And that, Hamilton reminds us, means less seniority, which means less clout, which, alas, means fewer handouts from the federal goody bag.
If this were still a sane world, with Washington having its proper place on the power grid, clout wouldn’t matter. Our representatives and senators would do what’s right because they worked for the national interest, and voters would reward those who best looked out for the whole country. Our elected officials would not be rewarded merely by how well they handled “constituent services,” i.e. government programs to fit each and every need.
But sanity left the process a long time ago. The fact that clout matters so much that it gets major press attention is a sign of how monstrously Washington has grown. If Washington were to be diminished in importance, its favors would matter less, and clout would be a wasted commodity.
But how exactly can that be brought about? Which state is going to be the first to voluntarily and unilaterally give up its federal package in order to tame the nation’s capitol? That won’t mean less money is being spent – the 49 other states will just have more money to share. Which politician do we expect to propose such a boycott of the system when all he’s likely to get for it is unelected?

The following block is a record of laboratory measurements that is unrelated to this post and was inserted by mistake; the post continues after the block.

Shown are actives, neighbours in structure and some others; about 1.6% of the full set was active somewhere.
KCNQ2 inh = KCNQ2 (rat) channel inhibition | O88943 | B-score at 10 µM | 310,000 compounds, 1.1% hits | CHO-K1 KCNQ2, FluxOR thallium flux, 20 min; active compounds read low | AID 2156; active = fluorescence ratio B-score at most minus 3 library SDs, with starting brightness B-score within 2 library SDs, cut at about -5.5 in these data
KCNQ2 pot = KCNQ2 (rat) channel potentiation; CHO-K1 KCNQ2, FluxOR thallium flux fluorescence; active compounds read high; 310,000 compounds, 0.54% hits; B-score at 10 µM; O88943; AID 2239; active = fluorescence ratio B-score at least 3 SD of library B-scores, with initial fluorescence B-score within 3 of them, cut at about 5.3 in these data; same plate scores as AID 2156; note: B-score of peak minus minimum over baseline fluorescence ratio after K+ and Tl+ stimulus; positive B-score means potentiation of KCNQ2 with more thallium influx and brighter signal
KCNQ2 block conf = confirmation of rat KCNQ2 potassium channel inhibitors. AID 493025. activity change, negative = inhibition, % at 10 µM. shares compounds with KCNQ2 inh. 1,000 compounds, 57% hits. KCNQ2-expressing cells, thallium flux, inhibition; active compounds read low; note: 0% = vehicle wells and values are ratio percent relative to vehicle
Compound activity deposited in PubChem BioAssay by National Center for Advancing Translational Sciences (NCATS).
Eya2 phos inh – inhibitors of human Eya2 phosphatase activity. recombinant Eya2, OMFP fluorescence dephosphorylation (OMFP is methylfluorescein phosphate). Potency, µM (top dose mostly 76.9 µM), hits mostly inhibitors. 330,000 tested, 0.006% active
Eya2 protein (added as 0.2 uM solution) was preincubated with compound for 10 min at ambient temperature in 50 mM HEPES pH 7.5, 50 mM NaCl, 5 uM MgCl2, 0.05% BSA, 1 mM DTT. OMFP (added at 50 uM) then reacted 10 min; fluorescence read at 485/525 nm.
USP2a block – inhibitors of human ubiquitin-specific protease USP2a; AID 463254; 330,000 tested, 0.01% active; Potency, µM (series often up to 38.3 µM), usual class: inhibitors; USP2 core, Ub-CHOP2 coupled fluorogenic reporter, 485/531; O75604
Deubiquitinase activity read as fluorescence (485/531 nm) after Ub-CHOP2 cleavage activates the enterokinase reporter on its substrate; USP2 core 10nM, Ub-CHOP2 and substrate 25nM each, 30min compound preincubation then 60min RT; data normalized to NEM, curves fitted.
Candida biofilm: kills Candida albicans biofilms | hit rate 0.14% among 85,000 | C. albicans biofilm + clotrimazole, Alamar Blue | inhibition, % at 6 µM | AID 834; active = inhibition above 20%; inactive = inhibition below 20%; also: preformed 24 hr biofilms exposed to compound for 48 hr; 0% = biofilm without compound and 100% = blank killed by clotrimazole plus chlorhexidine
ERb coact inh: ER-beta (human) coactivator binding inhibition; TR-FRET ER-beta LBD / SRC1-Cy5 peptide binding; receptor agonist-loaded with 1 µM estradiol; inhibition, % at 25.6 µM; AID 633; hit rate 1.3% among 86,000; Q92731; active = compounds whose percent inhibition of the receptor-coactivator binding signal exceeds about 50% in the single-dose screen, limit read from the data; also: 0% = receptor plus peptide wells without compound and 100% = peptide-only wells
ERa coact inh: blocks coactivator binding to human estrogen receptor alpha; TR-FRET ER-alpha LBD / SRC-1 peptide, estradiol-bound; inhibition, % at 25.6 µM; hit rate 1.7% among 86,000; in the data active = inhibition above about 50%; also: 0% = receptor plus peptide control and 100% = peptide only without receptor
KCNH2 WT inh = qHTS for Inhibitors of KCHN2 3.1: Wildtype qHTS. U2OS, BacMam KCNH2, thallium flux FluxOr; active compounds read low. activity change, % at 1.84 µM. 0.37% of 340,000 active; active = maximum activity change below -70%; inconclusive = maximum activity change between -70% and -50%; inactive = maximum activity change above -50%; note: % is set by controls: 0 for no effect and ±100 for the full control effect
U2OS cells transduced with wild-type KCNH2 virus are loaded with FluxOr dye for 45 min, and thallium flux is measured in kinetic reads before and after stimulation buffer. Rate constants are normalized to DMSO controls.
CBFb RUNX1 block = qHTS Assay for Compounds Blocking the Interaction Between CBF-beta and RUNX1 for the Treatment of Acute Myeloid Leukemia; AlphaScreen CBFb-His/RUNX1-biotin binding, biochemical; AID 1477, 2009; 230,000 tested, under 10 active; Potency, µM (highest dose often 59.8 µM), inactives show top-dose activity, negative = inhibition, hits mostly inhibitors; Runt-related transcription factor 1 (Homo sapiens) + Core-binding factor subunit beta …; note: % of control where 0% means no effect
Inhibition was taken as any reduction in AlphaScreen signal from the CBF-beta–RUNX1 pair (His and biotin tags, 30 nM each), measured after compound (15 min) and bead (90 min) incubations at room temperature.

Hamilton in his interview tries to make the best of our lack of clout by noting that what we’ve lost in seniority, we will gain in “new energy, new people, new perspectives.” But all that newness won’t do our delegation any good as they vie for the good committee assignments they will never get. Seniority is the biggest factor in the pecking order for the choice assignments – you know, the ones that pass out the most goodies.
But don’t despair. All we have to do is keep sending the same people back, and pretty soon we’ll have our clout built back up.
Nothing to it. The national interest? Oh, who cares about that?